Posts Tagged ‘Goldstar’

Explorers Club: To Sing and Be Born Again

Monday, November 9th, 2020

Well-crafted mid-60s pop covers

Relocated to Nashville, and with a band of friends and studio musicians behind him, sunshine pop mastermind Jason Brewer has released this album of covers songs in parallel to an eponymous album of original material. The titles are drawn from 1966-1968, and mix well-known hit singles with a few lesser known gems. Among the latter are Danny Hutton’s pre-Three Dog Night “Roses and Rainbows,” the Zombies’ album track “Maybe After He’s Gone,” and Orpheus’ 1968 single “Can’t Find the Time.” Perhaps unsurprisingly, by picking material that’s so firmly in his musical wheelhouse, Brewer has left himself little room to stamp these covers as his own. They’re not carbon copies, and Brewer’s vocals (both lead and backing) provide a fresh alternative to the originals, but these songs are so deeply ingrained in his musical ethos that the covers can’t help but trace the original templates. Brewer’s taste in cover material is superb, and his craftsmanship is exquisite, but as interesting as it is to hear him essay some of his favorites, it doesn’t hold the surprise of hearing his musical sensibility applied to original material. [©2020 Hyperbolium]

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Explorers Club: Explorers Club

Monday, November 9th, 2020

Bright rays of sunshine pop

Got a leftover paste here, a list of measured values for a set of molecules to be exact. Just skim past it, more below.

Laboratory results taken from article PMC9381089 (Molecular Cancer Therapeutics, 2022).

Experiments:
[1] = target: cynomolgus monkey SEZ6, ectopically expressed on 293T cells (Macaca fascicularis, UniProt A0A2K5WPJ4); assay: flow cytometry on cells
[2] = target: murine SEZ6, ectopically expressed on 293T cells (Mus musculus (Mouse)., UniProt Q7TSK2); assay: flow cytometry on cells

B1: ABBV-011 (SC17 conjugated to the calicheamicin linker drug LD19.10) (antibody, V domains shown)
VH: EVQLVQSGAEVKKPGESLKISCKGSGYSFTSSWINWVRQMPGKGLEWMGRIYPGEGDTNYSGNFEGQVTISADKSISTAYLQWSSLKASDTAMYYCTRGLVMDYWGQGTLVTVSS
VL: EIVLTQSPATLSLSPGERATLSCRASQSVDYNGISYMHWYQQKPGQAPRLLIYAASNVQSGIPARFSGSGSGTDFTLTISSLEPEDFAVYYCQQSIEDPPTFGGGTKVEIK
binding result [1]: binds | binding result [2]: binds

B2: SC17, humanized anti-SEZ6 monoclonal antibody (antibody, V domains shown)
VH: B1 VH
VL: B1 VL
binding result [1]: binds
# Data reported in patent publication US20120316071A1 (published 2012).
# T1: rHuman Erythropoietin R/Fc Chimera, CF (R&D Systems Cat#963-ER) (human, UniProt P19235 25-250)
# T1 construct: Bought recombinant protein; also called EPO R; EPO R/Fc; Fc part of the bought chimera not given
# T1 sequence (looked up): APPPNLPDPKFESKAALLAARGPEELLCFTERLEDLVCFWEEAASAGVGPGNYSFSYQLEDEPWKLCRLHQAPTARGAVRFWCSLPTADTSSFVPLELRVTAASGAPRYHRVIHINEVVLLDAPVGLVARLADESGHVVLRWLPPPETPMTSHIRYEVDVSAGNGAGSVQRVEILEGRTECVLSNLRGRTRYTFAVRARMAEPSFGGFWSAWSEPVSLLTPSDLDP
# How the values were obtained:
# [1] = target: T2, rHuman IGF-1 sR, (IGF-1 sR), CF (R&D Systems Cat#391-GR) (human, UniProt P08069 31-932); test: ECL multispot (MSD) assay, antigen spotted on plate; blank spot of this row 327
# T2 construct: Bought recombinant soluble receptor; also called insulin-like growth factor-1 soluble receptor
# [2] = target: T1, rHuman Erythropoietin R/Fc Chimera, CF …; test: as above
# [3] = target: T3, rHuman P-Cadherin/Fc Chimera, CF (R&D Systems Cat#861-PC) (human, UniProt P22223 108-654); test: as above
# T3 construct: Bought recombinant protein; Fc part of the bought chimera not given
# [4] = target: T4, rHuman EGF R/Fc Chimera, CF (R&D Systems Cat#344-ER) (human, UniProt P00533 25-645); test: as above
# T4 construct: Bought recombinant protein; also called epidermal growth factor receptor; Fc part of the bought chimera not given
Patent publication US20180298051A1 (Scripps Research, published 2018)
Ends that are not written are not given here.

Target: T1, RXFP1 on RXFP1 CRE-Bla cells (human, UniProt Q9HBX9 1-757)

Jason Brewer’s fourth album as the Explorers Club finds him relocated to Nashville and fronting friends and studio musicians, rather than a set band. The results show the strength of Brewer’s musical vision as he expands well beyond the Pet Sounds / Smiley Smile stylings of earlier albums with 60s-tinged pop that flows with the airy feel of Boettcher, Bacharach, Usher and others. And he does so without landing hard on any one; there are echoes, such as the piano of “Ruby” drawing upon Three Dog Night’s “One” and vocals suggesting the Turtles; but, winningly, the songs never linger on any one influence long enough to be branded imitative. Brewer has so deeply internalized ‘60s and ‘70s pop that his creations are inevitably shaped by the era’s melodic, instrumental, vocal and production style, without overtly copying.

The album deftly combines guitar, bass and drums with rich vocal harmonies, strings and horns, the latter suggesting the Buckinghams on “One Drop of Rain,” cooing coyly on “Don’t Cry,” and turning boozy for “Dreamin’.” The album stretches into burning neo-psych for “Somewhere Else,” adding an extra touch of surreality with its oddly time-signatured breaks. The closing “Look to the Horizon” has a timely, optimistic message of better days ahead, though with this album in hand (along with the companion volume of covers, To Sing and Be Born Again), listeners will find their mood improved today. [©2020 Hyperbolium]

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